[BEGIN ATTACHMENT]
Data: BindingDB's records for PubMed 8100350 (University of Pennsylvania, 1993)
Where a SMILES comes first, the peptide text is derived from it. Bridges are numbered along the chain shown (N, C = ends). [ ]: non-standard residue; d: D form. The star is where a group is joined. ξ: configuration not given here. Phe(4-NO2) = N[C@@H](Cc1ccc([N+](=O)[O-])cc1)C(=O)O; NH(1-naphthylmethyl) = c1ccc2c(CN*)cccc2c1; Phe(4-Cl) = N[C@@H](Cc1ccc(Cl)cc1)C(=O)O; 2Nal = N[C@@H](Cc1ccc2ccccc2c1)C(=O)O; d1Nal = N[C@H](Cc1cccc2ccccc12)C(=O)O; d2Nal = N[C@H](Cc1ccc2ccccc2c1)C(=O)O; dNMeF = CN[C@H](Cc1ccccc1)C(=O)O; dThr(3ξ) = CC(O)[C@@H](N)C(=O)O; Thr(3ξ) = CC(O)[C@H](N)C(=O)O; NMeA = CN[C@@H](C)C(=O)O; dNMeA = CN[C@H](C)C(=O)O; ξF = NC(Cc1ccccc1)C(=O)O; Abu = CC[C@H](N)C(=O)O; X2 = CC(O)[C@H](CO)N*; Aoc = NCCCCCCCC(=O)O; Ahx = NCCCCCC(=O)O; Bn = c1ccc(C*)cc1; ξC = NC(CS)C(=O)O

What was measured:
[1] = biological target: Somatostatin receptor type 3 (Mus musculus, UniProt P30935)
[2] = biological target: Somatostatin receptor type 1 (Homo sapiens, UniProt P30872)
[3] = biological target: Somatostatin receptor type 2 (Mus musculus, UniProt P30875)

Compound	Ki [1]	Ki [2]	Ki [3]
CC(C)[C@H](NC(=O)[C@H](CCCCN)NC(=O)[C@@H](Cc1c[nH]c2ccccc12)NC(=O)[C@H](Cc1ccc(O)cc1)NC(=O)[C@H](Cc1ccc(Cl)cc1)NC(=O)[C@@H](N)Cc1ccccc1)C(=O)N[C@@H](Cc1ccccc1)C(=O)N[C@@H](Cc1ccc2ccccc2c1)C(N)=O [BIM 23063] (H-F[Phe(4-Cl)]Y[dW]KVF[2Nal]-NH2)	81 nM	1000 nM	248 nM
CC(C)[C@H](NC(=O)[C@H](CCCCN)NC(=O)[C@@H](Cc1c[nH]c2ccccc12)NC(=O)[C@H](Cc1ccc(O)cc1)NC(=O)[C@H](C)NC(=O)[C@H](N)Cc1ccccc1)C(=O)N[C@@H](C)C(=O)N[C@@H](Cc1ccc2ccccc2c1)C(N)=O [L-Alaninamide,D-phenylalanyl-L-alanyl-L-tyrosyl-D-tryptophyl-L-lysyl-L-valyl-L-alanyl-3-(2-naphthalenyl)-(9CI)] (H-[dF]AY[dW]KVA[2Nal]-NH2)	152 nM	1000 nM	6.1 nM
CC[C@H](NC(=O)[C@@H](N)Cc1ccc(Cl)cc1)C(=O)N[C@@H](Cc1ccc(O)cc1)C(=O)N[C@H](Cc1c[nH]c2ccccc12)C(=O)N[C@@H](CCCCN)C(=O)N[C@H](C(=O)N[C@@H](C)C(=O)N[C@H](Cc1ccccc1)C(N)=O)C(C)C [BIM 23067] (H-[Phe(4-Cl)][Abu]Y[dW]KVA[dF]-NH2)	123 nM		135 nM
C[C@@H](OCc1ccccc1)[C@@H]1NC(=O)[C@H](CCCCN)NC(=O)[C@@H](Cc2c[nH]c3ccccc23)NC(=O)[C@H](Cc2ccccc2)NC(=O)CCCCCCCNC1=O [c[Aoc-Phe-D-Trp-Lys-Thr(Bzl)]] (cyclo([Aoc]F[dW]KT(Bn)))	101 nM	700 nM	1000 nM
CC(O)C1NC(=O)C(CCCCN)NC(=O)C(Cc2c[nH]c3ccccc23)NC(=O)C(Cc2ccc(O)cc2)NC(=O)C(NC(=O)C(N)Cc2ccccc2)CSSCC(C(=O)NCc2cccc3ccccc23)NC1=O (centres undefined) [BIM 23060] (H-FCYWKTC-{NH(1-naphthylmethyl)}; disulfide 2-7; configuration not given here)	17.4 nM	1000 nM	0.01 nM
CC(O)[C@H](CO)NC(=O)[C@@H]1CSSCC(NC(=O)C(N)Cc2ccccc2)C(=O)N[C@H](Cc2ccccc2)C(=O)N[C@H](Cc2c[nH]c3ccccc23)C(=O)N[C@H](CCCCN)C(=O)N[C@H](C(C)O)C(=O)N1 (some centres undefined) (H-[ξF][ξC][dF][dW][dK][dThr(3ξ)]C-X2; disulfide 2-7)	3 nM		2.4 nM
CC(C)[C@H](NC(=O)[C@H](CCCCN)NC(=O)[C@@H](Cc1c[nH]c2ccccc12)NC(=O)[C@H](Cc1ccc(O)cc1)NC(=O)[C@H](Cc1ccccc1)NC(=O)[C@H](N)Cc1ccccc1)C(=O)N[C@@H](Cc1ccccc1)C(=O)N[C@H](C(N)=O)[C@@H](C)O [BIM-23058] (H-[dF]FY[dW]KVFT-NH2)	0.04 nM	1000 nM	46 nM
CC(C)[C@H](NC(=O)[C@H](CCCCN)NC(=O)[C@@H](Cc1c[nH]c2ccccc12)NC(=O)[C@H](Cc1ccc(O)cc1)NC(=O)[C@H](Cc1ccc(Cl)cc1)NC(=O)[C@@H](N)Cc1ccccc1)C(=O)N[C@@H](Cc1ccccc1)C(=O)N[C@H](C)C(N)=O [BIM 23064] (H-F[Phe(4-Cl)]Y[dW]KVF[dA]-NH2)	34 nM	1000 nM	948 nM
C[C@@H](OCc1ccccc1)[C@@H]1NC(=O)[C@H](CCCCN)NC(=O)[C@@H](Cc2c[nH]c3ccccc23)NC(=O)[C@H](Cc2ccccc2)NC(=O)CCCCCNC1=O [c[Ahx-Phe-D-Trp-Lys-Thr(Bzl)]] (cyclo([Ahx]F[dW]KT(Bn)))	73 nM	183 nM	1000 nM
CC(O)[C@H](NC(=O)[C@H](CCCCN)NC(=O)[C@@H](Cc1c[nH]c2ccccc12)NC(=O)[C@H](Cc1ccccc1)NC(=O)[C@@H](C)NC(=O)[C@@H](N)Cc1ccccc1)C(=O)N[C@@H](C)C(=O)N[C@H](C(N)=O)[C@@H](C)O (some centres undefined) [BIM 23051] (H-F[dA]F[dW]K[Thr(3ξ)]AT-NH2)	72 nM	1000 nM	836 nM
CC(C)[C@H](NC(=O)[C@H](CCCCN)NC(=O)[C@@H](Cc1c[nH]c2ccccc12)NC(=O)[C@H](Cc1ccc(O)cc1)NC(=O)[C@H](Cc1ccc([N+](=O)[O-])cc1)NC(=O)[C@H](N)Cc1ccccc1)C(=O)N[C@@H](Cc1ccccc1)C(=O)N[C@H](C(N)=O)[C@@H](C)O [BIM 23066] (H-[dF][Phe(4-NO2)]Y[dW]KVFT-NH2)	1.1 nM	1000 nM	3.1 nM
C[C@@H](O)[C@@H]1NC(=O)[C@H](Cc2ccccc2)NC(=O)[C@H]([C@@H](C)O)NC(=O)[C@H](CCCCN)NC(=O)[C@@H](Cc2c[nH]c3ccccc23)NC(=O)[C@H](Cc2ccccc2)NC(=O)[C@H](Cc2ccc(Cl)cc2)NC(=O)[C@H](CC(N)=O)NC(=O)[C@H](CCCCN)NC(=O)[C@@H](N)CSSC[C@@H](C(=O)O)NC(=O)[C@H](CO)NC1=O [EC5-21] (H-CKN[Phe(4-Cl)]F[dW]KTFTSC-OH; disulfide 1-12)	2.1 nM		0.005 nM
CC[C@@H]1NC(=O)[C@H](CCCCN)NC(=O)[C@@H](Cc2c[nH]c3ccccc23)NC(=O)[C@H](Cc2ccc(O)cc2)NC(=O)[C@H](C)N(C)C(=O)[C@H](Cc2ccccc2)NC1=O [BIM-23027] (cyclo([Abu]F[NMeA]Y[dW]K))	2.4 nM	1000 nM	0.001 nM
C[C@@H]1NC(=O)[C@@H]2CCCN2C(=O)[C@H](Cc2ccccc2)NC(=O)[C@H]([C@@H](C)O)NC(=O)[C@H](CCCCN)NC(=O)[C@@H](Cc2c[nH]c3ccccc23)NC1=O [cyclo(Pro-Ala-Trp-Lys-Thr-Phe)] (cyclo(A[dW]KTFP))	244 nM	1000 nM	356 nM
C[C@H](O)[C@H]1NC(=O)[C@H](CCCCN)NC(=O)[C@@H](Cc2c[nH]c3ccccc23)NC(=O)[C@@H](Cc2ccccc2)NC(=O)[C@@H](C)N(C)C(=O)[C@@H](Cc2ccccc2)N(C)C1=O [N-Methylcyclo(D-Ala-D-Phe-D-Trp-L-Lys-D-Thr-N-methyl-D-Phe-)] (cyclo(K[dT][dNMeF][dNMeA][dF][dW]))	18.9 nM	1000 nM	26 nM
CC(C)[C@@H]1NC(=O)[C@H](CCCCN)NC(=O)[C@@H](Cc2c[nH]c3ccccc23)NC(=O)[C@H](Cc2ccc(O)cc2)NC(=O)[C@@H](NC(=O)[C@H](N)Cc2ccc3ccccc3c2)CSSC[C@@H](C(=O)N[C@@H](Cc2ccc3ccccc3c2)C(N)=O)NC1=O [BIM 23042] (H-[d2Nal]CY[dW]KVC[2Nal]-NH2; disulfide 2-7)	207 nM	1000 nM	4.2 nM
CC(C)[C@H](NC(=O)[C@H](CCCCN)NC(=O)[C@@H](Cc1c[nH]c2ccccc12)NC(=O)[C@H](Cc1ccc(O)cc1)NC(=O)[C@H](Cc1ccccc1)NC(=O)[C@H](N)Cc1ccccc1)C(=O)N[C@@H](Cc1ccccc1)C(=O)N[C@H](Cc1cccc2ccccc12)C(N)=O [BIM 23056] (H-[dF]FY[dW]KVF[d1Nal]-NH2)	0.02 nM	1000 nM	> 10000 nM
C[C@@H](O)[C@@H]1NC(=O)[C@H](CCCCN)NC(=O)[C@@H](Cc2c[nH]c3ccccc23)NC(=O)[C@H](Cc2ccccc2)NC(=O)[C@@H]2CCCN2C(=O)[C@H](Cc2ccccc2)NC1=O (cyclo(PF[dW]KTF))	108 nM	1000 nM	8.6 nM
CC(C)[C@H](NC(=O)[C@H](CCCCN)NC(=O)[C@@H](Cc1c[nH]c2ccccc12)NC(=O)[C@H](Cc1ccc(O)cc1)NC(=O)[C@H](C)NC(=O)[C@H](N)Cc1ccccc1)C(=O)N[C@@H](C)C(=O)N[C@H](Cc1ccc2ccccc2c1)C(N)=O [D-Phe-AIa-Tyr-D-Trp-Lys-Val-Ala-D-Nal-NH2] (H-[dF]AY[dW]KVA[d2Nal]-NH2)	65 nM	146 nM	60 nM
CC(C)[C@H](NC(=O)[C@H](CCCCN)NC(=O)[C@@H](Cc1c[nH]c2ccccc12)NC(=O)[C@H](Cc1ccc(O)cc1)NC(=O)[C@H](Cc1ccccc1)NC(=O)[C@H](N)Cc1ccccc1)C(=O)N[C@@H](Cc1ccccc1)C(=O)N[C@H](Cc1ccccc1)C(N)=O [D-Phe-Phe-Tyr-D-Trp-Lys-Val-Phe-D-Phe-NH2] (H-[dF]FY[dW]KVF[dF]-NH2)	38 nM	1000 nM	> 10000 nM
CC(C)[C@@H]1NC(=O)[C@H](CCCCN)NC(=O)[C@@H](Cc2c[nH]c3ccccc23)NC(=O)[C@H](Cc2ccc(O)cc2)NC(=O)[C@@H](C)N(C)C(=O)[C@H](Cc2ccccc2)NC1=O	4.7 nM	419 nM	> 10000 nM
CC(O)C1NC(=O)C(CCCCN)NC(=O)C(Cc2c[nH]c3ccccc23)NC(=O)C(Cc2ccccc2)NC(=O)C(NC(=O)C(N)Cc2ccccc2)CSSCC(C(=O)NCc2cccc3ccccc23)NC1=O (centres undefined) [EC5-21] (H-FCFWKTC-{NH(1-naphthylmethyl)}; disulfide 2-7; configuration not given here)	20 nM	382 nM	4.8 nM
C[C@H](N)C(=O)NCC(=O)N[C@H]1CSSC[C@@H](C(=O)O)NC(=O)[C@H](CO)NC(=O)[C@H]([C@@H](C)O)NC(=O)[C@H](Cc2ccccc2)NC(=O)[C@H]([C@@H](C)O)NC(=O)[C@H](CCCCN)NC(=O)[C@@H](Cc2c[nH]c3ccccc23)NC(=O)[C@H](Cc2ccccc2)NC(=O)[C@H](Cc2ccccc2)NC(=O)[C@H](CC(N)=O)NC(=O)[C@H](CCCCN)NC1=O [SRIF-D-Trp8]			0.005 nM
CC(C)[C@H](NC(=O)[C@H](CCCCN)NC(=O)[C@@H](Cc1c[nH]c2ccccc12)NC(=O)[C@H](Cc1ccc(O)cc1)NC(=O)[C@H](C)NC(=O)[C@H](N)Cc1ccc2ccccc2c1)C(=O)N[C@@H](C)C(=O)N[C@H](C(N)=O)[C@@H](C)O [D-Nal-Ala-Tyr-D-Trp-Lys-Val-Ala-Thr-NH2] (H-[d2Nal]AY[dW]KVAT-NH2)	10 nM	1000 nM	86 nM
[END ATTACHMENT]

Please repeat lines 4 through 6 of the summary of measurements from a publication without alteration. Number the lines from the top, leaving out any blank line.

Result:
[1] = biological target: Somatostatin receptor type 3 (Mus musculus, UniProt P30935)
[2] = biological target: Somatostatin receptor type 1 (Homo sapiens, UniProt P30872)
[3] = biological target: Somatostatin receptor type 2 (Mus musculus, UniProt P30875)